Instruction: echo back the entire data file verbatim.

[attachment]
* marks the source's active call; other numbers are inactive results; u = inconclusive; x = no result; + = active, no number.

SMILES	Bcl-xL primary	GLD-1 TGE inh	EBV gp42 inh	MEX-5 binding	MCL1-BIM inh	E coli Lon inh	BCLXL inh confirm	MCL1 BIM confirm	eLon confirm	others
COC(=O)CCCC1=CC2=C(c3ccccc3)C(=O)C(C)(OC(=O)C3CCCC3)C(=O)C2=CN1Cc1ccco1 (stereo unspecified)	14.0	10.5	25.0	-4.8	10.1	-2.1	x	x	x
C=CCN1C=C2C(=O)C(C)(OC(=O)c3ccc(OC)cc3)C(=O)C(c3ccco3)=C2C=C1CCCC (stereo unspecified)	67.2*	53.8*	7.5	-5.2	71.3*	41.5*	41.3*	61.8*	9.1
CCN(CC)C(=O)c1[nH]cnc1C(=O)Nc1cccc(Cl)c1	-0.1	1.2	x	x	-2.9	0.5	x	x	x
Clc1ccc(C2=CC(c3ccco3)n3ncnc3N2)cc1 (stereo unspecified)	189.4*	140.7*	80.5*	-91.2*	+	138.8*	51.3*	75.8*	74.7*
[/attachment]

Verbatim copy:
* marks the source's active call; other numbers are inactive results; u = inconclusive; x = no result; + = active, no number.

SMILES	Bcl-xL primary	GLD-1 TGE inh	EBV gp42 inh	MEX-5 binding	MCL1-BIM inh	E coli Lon inh	BCLXL inh confirm	MCL1 BIM confirm	eLon confirm	others
COC(=O)CCCC1=CC2=C(c3ccccc3)C(=O)C(C)(OC(=O)C3CCCC3)C(=O)C2=CN1Cc1ccco1 (stereo unspecified)	14.0	10.5	25.0	-4.8	10.1	-2.1	x	x	x
C=CCN1C=C2C(=O)C(C)(OC(=O)c3ccc(OC)cc3)C(=O)C(c3ccco3)=C2C=C1CCCC (stereo unspecified)	67.2*	53.8*	7.5	-5.2	71.3*	41.5*	41.3*	61.8*	9.1
CCN(CC)C(=O)c1[nH]cnc1C(=O)Nc1cccc(Cl)c1	-0.1	1.2	x	x	-2.9	0.5	x	x	x
Clc1ccc(C2=CC(c3ccco3)n3ncnc3N2)cc1 (stereo unspecified)	189.4*	140.7*	80.5*	-91.2*	+	138.8*	51.3*	75.8*	74.7*